Shiki – 22 (Fin)(Retro Review)

Originally posted 30 Dec 2010 – The Shiki finale was unbelievably good – we’ll just get that out of the way. Naturally, just when victory is in sight for the villagers, a fire breaks out. And when a fire starts in a dry, windy forest, it doesn’t bode well for the mostly-wood village it surrounds. Toshio tried to fulfill his duty to protect the village the best he could; his rage and sorrow is palpable when he swings his chainsaw around wildly. Still, he saved many lives.

Of course, none of this would have been possible without Natsuno. He hypnotized Toshio before Chizuru, which is why her glamoring didn’t take. I imagine Natsuno basically told him to keep doing what he was doing, and he did. By the  end, there’s only two vampires left: Sunako, and the newly-risen Seishin, who has chosen to stay by her side.

Everyone else meets their end in various awesome ways. Megumi is found sneaking around, and her desperate pleas for mercy fall on deaf ears: by now the villagers have heard it all. They run her over with various farm equipment until she’s immobilized, then stake her. We kind of wish Megumi had made it to the big city, and we felt a bit bad that they’d just destory her so callously; but her surviving just wasn’t in the cards.

Natsuno throws himself and Tatsumi into a huge pit full of corpses by design, and blows them both up with dynamite. It’s clear Natsuno had no intention of living as a werewolf, so taking Tatsumi out with him two birds with one stone. He also made sure Kaori and her little brother were safe in a neighboring town before going back to take care of business.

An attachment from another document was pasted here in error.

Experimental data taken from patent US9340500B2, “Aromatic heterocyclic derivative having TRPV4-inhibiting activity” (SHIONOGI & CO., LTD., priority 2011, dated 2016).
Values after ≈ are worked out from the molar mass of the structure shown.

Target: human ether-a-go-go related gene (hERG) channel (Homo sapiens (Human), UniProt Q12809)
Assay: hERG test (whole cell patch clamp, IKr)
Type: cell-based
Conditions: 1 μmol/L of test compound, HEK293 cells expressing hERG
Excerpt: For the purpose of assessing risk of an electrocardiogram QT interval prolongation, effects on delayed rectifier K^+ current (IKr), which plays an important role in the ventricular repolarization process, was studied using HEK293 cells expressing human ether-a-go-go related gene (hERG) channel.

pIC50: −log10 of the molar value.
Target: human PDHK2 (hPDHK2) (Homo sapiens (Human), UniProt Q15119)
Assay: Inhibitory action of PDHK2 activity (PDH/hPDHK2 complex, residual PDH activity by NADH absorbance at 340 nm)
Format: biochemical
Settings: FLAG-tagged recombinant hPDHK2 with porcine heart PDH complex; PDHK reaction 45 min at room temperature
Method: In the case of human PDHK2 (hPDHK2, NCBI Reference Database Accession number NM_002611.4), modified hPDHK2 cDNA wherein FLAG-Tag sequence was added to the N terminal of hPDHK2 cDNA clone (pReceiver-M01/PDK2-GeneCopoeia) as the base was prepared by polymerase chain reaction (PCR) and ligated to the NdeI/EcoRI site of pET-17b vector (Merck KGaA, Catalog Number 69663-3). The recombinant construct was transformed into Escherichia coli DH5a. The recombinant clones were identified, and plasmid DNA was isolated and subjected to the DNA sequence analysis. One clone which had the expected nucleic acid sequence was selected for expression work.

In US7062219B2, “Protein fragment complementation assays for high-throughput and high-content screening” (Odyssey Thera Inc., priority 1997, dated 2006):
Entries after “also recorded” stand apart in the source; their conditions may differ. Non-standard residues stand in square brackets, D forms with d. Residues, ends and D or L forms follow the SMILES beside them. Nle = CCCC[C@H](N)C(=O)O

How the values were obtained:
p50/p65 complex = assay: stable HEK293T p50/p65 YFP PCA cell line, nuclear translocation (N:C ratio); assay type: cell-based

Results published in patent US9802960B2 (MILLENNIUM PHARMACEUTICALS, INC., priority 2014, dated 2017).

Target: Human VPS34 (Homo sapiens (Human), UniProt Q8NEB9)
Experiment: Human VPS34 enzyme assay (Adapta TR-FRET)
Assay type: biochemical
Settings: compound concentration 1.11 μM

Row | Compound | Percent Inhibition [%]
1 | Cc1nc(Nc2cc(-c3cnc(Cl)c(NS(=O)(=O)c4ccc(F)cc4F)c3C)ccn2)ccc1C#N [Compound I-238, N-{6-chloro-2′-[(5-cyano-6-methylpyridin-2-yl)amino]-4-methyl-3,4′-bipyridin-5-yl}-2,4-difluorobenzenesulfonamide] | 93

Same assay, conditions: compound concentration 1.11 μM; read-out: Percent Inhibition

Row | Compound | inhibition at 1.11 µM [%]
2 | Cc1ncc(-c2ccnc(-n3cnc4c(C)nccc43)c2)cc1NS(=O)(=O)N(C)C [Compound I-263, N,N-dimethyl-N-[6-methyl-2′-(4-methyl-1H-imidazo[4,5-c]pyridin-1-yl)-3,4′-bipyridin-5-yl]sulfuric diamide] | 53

We truly thought Sunako’s long time on the earth was at an end when Oosaki cornered her in a church, but Seishin rescued her at the last minute (whaddaya know, the big bearded dude’s mortal after all!). As out-of-town firetrucks and helicopters descend upon doomed Sotoba village, he sneaks out in a car with her in a suitcase. The final cut-to-black gave us goosebumps; something we expect from any great finale.

This was a truly excellent finish to what became the series  whose episodes we came to anticipate most each week, once it got going. The payoff was made so much more satisfying and impactful by the careful, intricate build-up in the first half. This was a series that slowly but surely changed our minds about it. We’ll miss its broodiness, casual gore, sexiness, and general strangeness, as well as its superb score.


Rating: 10 (Masterpiece)

RABUJOI World Heritage List

Shiki – 21 (Retro Review)

Originally posted 26 Dec 2010 – As if there was any remaining doubt about whether there is a distinct good or bad guy in Shiki, this episode drives the point home: there isn’t. The vampires and werewolves mostly kill to survive, as the humans do. But just as some vamps kill for sport, the humans kill other humans they believe to be collaborating. Things have gotten out of hand, and Toshio is so focused on victory he can’t see the ultimate tragedy: even if the living win, they’ve lost: they’ve cast away too much of their humanity to do so.